The Astrophysics Spectator



Interactive Pages


Other Pages



How Mars Loses Water

September 27, 2004

A mechanism for water removal from Mars has been verified. The surface of Mars has features that show water once flowed freely on the planet. Now, however, the amount of of water on Mars is small. Observations by an instrument on the ESA Mars Express satellite that is designed to measure the penetration of the solar wind into the Martian atmosphere has found that the solar winds penetrates deeply enough to account for Mars's loss of water.

Mars Express had earlier observed features on Mars that are evidence of large-scale water erosion, with evidence of an ocean in the planet's northern hemisphere. The amount of water on Mars today, however, is not sufficient to cause these features. What water still exists on the planet appears in seasonal polar ice caps. The question is what happened to the water on Mars.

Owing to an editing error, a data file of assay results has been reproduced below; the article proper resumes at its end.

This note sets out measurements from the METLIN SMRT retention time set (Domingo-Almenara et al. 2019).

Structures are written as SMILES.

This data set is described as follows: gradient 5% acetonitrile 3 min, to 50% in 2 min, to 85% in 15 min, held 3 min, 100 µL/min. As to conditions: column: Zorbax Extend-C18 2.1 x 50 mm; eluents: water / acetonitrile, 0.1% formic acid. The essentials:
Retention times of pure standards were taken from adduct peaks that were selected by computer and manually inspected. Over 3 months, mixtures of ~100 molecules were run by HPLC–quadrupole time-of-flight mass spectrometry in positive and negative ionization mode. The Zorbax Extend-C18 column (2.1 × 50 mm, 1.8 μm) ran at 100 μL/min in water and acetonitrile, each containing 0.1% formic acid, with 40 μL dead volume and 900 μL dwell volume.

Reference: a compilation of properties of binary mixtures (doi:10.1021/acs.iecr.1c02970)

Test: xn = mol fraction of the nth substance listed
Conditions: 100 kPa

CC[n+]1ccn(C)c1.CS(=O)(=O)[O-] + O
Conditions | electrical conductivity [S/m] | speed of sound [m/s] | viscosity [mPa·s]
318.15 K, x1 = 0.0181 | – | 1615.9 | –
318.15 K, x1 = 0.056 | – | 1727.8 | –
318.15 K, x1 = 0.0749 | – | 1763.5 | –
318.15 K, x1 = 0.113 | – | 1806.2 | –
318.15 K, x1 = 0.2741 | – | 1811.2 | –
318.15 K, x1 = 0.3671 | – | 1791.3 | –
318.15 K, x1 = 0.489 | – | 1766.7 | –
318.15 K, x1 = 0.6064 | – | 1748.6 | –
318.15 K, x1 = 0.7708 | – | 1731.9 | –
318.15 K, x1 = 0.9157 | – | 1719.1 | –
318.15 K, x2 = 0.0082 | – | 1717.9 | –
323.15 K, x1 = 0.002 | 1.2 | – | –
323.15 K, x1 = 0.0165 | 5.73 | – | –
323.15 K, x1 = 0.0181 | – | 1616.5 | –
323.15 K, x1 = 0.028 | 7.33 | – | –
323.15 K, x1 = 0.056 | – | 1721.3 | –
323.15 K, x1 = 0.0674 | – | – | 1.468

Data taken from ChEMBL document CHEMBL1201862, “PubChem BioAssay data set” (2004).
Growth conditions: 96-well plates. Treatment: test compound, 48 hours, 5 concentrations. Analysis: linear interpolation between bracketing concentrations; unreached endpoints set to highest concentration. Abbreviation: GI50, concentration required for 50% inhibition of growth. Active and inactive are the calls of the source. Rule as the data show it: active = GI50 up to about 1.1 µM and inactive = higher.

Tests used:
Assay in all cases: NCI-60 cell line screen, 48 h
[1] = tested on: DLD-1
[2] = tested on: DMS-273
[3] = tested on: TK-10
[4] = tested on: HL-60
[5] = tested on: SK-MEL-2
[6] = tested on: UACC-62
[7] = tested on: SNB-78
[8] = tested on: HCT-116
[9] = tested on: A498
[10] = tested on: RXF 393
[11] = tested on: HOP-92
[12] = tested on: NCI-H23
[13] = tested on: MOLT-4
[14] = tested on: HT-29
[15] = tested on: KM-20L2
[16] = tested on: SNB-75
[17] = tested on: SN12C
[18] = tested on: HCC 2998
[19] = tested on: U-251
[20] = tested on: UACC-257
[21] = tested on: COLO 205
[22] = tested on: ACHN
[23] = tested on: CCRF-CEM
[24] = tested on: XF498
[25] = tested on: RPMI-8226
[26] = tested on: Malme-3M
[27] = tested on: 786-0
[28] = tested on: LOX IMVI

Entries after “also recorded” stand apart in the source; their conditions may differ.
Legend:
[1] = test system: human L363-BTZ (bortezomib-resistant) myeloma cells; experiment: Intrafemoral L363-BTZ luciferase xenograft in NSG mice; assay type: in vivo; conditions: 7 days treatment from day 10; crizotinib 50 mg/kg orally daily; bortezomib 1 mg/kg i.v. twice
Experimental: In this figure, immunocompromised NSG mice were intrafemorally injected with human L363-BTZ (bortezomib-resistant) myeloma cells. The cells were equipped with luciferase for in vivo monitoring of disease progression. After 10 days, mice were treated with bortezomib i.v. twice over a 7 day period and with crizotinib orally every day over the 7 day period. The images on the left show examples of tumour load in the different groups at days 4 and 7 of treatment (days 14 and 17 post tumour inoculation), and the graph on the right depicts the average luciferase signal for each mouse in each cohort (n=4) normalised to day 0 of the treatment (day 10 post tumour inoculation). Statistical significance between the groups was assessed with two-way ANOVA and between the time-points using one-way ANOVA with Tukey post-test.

Because Mars is very small, with only 11% of the mass of Earth, the escape velocity is small, at 45% of Earth's escape velocity. Because of this, to escape from Mars, an atom only needs 20% of the energy required to escape from Earth. But is there a source of energy that can give an atom escape velocity. In the case of removing water, all that is required is an energy source that dissociates water into hydrogen and oxygen, and then accelerates the hydrogen to the escape velocity.

One possible source of this energy is the solar wind. In a process called solar wind scavenging, the high-velocity particles in the solar wind collide with water molecules in the upper atmosphere of Mars, dissociating the molecules and producing energetic hydrogen atoms. Mars Express has an instrument on board, ASPERA-3, that is designed to test this hypothesis. The instrument consists of plasma spectrometers and an imager that detects neutral atoms. By observing the solar wind, the penetration of the solar wind into the Martian atmosphere, and the flow of atmosphere away from Mars, scientists working with the instrument were able to determine that the solar wind passed through Mars's ionosphere and penetrated very deep into the atmosphere to an altitude of 270km. This observations supports the solar wind scavenging hypothesis.

Ad image for The Astrophysics Spectator.